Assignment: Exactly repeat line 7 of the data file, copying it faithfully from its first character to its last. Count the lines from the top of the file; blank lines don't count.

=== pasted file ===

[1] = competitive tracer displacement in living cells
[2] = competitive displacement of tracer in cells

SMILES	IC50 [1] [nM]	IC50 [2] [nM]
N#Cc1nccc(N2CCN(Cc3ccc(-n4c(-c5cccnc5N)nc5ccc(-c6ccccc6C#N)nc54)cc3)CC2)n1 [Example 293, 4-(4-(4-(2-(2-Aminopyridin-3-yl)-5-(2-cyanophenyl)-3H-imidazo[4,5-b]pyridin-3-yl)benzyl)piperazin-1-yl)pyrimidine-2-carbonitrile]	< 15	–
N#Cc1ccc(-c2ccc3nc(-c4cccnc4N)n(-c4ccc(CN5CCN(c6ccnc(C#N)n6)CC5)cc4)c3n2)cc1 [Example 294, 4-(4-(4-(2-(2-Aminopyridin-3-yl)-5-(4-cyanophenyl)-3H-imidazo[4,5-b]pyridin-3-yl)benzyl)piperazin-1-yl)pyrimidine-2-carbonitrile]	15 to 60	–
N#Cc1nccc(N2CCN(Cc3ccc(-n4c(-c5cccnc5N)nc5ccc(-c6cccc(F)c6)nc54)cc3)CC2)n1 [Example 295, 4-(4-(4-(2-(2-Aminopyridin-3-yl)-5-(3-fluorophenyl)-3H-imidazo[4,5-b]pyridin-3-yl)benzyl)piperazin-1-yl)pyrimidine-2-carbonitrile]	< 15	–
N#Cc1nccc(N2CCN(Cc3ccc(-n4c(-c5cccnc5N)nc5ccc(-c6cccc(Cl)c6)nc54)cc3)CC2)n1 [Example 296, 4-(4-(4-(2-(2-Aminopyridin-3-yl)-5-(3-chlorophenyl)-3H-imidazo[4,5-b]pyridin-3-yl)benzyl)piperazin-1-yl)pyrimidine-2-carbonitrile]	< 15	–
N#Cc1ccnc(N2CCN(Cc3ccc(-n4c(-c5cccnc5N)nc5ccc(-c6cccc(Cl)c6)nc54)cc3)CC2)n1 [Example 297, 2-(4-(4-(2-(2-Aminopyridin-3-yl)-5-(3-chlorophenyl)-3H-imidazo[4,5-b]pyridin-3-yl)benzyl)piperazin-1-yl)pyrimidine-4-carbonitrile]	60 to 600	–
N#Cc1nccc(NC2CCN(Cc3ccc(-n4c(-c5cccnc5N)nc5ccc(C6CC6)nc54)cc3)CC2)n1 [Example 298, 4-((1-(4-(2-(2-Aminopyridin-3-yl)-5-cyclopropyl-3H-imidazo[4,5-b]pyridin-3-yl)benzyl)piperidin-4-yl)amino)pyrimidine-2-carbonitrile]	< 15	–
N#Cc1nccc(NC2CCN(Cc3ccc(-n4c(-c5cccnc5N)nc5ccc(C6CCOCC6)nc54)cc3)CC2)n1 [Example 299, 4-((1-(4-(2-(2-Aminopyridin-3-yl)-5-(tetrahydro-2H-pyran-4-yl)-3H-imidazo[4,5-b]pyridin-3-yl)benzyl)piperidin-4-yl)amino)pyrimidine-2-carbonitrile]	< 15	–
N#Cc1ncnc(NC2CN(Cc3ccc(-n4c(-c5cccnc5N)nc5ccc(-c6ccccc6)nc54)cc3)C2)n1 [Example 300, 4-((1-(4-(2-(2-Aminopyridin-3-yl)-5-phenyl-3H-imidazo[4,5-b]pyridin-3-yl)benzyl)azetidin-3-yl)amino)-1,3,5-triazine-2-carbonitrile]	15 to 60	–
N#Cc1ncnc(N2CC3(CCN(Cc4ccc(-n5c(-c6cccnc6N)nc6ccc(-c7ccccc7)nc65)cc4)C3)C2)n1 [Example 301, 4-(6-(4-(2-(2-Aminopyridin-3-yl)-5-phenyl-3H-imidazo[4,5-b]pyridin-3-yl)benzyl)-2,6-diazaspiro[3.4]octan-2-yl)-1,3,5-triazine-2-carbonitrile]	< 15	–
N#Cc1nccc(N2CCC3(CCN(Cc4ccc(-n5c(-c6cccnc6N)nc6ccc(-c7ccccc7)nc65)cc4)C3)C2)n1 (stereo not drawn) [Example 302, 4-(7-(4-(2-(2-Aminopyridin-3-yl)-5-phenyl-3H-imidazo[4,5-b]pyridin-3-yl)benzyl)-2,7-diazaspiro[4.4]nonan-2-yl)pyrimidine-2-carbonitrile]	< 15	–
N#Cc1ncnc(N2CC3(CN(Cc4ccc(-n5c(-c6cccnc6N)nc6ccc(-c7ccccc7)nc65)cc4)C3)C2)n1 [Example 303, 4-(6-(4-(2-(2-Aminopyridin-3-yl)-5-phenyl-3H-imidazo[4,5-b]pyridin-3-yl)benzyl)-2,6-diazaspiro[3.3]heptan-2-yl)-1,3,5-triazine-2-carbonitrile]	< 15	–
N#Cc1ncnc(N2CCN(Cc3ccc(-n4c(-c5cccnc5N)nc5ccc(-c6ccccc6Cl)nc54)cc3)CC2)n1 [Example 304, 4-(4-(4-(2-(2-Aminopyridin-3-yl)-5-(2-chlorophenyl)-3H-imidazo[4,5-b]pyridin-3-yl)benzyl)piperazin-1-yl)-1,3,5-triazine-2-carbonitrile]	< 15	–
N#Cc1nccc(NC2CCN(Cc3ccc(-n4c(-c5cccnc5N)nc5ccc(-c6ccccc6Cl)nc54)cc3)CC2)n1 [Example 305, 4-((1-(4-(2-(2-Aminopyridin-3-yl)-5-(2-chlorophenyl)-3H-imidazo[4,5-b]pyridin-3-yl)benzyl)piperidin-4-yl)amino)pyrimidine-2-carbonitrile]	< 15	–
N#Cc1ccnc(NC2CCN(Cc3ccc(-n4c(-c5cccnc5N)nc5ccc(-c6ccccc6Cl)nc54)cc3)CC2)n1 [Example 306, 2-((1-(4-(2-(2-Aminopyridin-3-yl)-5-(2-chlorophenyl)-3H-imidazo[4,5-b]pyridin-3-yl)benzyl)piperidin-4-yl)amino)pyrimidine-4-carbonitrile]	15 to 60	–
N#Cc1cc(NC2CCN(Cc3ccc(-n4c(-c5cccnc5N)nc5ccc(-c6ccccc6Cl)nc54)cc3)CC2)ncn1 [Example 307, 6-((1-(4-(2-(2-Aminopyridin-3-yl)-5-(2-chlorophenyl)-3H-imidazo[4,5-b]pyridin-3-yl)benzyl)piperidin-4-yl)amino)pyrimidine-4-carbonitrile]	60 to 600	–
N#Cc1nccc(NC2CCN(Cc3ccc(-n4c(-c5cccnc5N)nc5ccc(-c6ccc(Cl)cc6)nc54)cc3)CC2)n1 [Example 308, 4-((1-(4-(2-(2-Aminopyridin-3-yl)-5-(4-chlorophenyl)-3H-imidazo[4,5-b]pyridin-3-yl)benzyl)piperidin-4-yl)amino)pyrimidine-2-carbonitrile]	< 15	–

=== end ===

N#Cc1nccc(N2CCN(Cc3ccc(-n4c(-c5cccnc5N)nc5ccc(-c6cccc(Cl)c6)nc54)cc3)CC2)n1 [Example 296, 4-(4-(4-(2-(2-Aminopyridin-3-yl)-5-(3-chlorophenyl)-3H-imidazo[4,5-b]pyridin-3-yl)benzyl)piperazin-1-yl)pyrimidine-2-carbonitrile]	< 15	–